It's time to talk about the east
The backers of a $35,000 community consultation scheme for the "disenfranchised" eastern suburbs have identified 27 key projects to rejuvenate the area.
Eastern Vision, run by former councillor Peter Beck and community activist Evan Smith, started working on the community engagement scheme more than two years ago.
The Canterbury Earthquake Recovery Authority (Cera) supports the project and is also preparing to begin consultation on the use of red-zone land in eastern Christchurch and Kaiapoi. In April, Prime Minister John Key said there would be extensive community consultation before decisions were made.
Eastern Vision has gathered ideas for the east, including those generated from official and community sources. People wanted water parks, rowing clubs, riverside cafes and more.
The result of the initial consultation is a map of the whole eastern area with 27 key projects laid out.
Smith said the consultation was not about individuals or specific areas by themselves.
Eastern Vision wanted to bring together geographic areas and general areas of interest - including education, retail and recreation - to make sure the plan was cohesive.
"Christchurch is a potpourri of villages," Beck said.
"There's no one size fits all. We need to talk communities, not activity centres."
Armed with a resident-driven vision for the future, the next step in the Eastern Vision consultation begins today. Evo::Space (evospace.co.nz) is an online tool for anyone in Canterbury to be a part of the plan. It allows people to go online or visit a real-world workshop and give their opinion on the initial proposal.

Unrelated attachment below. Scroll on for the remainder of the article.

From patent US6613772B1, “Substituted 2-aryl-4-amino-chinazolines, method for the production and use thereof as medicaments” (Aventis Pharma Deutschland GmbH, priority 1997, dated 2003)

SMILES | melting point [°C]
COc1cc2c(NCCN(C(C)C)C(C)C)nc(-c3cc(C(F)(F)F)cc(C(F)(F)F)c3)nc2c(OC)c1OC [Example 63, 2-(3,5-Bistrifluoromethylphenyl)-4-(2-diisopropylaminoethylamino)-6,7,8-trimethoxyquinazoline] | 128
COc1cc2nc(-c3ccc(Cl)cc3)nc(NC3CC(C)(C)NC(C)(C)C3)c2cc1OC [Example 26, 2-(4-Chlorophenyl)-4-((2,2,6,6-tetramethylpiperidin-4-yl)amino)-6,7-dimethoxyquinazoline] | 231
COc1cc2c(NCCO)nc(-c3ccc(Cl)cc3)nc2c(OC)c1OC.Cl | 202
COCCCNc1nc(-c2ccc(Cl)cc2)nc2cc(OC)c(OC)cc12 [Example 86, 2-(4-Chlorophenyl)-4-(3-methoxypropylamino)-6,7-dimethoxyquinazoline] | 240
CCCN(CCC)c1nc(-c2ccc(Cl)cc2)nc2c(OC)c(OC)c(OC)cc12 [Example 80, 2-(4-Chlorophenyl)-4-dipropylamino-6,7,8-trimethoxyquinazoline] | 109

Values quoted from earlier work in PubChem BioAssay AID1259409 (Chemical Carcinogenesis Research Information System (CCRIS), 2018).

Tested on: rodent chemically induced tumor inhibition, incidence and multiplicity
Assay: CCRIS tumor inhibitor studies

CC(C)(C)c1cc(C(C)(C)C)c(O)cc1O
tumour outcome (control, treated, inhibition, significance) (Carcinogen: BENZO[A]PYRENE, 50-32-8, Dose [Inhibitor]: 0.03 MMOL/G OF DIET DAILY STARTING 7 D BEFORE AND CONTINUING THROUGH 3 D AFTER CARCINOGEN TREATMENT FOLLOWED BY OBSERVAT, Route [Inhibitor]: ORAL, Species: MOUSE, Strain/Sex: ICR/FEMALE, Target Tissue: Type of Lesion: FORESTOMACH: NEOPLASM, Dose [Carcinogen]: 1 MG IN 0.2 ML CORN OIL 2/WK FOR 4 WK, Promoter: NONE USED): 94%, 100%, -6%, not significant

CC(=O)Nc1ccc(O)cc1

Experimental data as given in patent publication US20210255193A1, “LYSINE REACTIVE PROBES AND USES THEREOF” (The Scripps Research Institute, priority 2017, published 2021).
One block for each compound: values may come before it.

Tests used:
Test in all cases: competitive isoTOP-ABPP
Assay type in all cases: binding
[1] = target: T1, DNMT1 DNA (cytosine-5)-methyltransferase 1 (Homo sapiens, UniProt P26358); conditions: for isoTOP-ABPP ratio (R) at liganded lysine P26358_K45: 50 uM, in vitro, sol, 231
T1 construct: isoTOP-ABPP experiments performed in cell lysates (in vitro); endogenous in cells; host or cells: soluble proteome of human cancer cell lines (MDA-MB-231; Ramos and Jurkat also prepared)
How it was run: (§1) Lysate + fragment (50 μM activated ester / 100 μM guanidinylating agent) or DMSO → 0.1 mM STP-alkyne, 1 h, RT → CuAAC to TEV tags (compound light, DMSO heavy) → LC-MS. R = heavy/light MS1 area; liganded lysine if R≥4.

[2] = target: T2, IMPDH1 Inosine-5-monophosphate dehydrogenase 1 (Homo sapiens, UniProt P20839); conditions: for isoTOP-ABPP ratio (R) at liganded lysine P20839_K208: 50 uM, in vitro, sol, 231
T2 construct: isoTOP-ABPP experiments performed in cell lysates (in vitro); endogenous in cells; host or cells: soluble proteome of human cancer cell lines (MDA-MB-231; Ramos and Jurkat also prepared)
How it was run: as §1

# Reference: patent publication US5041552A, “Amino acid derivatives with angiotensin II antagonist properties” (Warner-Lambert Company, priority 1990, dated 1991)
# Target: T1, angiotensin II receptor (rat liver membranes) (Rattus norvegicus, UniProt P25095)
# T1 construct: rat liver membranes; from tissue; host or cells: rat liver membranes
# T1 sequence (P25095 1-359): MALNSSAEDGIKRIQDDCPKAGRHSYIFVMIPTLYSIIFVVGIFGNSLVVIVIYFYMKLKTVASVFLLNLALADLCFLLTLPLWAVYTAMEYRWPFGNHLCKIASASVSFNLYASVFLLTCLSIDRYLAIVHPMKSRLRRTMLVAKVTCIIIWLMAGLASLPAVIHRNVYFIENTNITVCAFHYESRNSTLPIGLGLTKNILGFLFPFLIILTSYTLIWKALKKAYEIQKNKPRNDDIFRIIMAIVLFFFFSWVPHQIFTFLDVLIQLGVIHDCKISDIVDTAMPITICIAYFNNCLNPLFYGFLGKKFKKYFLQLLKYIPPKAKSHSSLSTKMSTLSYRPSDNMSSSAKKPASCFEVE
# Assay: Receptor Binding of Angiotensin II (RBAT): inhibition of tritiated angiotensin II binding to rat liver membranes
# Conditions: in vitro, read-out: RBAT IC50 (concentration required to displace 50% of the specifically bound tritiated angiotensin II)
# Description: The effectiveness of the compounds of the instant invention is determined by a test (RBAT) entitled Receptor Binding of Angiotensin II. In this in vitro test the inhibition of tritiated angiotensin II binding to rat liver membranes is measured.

"Maybe they think a particular project won't work in the given location, or they'd like to see something different," Smith said. "They can give us the positives and the negatives. Anything really."
Evo::Space will be able to put together a comprehensive report using feedback generated by the community. Each person will register basic details about themselves so feedback could also be mapped by demographic.
Bexley red zone resident Elisapeta Seumanutafa said the area needed better schools and she wanted to see her home of almost 20 years turned into a park. She had to leave it, but she would like to visit where it once was and the Christmas tree she planted for her children.
The key question for those contributing to Evo::Space, is whether it will be taken seriously by those with the power to make the final decisions.
The project has the support of the Christchurch City Council and (Cera) and it will work alongside the consultation conducted by those organisations.
Burwood-Pegasus city councillor Glenn Livingstone said the people in his ward were the hardest hit by the earthquakes, socially and in terms of infrastructure and housing.
"They've felt very disenfranchised, and this is a chance to get some of the power back.
"The consultation cannot be from the top down." Livingstone said the tide of power was turning.
After the earthquakes there were sweeping acts of government in play very quickly.
Now, people were demanding a voice in the rebuild of their communities.
The process from start to finish will cost around $35,000 - a fraction of what large organisations can spend on a similar project, Beck says.
It has been funded through a grant from the Christchurch Earthquake Appeal Trust, and relies on those involved working for very little or nothing.
You can also attand the Evo::Space workshops and drop-ins, which start on Saturday. The first two will be held at Aranui Library on July 12 at 2pm and July 15 at 10am.